There is a possibility that histology will discover more information that may change the direction of your treatment but you’ve had chemo so it’s less likely. Just don’t take things for granted. Things change quickly in breast cancer world.

Free wigs? I wish. Mine cost me £72 and that was through Macmillan. I wore it about 5 times. I much preferred being bald or wearing a beanie. But you are right. There is lots of support available through hospital links and your breast care team will point you in the right direction.

I won’t say stay positive as I see nothing wrong with feeling a wimp throughout (somehow I doubt that will happen to you) and, if you’re feeling lousy, you don’t need the pressure of positivity. We all find our own ways to cope, as you’ll see on the forums. I will wish you all the best with your mastectomy. Make sure you have a seamfree comfort bra initially, one you can step into and which will give good support. I adapted sports bras as they were tighter and had a broad band that prevented it slipping up towards the healing area. I believe M&S now sell a No Bra which is very comfortable.

Anyway, all the best,

Jan x

Kaisa
Member

Mixed feelings

Hi,

First post here on this Forum. I just want to tell my story. Sorry it's a bit long 🙂

I first noticed a hazelnut sized lump in my breast in March this year. In the meantime my farmer husband had been in hospital for 6 weeks (he was very ill) so my son had to quit his job and he and I had to look after our sheep and cattle (something hubby did by himself). Lambing was about to start and in my head I just couldn't go to a Dr and be diagnosed with cancer and go through treatment as my sheep and cows and son needed me there! Hubby ended up being in hospital for 5 months. In June I finally saw my GP and I was quickly referred to the Breast Screening Unit, appt end of June, by this time my lump had grown to 5cm - like a large plum. The Consultant and Ultra Sound Doctor that saw me both thought it was a cyst and non-cancerous but biopsy proved otherwise. After 11 days wait I got the dreaded phone call.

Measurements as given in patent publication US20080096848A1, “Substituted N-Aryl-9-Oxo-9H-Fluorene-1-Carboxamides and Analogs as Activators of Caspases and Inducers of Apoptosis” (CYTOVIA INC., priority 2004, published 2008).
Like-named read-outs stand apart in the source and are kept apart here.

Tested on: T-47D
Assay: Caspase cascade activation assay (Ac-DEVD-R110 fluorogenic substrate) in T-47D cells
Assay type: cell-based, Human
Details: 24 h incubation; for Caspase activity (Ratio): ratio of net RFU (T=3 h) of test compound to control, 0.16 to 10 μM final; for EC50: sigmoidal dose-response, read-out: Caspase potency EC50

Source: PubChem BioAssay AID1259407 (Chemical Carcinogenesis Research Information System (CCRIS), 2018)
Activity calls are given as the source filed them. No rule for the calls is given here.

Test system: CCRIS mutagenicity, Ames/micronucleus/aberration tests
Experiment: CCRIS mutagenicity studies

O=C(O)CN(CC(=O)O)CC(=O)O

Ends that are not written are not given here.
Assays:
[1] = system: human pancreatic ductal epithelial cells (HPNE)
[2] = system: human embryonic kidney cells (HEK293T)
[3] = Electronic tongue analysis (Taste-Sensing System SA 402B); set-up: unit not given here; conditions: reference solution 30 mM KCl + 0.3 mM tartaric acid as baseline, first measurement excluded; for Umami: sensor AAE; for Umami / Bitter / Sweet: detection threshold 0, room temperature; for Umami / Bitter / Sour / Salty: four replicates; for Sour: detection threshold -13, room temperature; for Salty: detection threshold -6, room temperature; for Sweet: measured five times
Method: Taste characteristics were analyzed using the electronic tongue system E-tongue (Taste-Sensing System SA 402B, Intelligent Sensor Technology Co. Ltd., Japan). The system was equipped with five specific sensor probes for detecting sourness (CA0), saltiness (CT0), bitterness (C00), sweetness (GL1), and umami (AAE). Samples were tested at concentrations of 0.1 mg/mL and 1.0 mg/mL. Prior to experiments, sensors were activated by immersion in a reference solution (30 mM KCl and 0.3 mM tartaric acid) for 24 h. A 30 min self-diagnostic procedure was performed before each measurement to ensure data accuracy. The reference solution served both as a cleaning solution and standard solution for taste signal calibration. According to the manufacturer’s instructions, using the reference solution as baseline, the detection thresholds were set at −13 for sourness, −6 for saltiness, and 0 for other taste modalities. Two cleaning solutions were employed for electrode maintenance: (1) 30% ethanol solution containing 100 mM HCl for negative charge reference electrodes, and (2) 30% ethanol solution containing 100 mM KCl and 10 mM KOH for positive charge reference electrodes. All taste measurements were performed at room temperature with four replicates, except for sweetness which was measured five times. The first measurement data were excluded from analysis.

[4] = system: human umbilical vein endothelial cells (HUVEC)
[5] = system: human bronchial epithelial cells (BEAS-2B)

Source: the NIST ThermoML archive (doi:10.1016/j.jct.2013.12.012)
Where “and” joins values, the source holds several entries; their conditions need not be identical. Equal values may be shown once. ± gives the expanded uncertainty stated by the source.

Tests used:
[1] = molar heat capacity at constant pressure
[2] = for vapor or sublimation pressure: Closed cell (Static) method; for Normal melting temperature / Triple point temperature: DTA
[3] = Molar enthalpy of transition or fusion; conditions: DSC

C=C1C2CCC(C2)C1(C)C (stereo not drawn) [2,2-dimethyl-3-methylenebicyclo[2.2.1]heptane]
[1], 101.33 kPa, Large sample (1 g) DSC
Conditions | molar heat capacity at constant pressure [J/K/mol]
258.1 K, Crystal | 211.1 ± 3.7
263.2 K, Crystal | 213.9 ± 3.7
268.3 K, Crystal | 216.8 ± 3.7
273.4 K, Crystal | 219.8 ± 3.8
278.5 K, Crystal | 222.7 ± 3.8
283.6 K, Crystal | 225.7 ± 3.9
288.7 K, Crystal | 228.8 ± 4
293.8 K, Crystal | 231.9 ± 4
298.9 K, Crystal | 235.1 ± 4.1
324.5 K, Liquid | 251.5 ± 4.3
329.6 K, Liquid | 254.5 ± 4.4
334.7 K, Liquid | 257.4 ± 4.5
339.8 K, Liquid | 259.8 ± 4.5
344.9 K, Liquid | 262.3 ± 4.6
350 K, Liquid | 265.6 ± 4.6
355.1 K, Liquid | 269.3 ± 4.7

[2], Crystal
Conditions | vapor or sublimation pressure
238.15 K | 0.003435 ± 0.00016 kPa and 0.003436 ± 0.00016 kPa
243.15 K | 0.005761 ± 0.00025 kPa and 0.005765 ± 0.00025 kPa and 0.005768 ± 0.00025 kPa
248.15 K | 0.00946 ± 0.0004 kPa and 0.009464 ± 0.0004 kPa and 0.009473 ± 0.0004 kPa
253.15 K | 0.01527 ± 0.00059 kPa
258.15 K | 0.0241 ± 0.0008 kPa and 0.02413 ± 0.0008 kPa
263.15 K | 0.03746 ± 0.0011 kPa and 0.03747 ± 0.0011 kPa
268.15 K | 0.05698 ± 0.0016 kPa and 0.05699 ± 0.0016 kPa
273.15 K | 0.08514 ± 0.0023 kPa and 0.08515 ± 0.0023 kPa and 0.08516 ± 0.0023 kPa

I had a mixed pattern tumour, Metaplastic Carcinoma Grade 3 Stage 2 (because of its size) plus Herceptin positive. They saw no lymph node involvement. Dr said it was therapeutically challenging but the oncologist and clinical nurse specialist (CNS) would contact me in a few days. Thankfully by this time my husband was home, though recuperating. After this everything happened very fast and as I live 100 miles from the main hospital I've only had telephone contact with the oncologist and CNS.  The oncologist said I needed 3 rounds of chemo and then another scan and the following week I received information (by mail) on the type of drugs I would be given - EC, Docetaxel, Trastuzumab and Pertuzumab plus G-CSF injection. 2 weeks after my diagnosis I started Chemo at the small local hospital.  A nurse informed me about the side effects I would feel when being given the EC, saying I would feel like my face was exploding and I needed to drink iced water (to help prevent mouth ulcers). I think my brain was still in shock as I didn't remember much more after that (when she descriptively put her hand to her a face and said "Whoosh" and "Boof"!). The first dose of EC wasn't bad and my face did not explode (!) and they weren't allowed to have ice so I was just given tap water (!). The next 2 cycles I brought in my own water full of ice cubes. My side effects were smelly diarrhoea, burp-alots, bone pain (from the Filgrastim inj) , sore dry eyes (eye gel helped), feeling dizzy, taste changes, insomia and fatigue, pimples on my scalp, brain fog, numbness in my feet and a few more.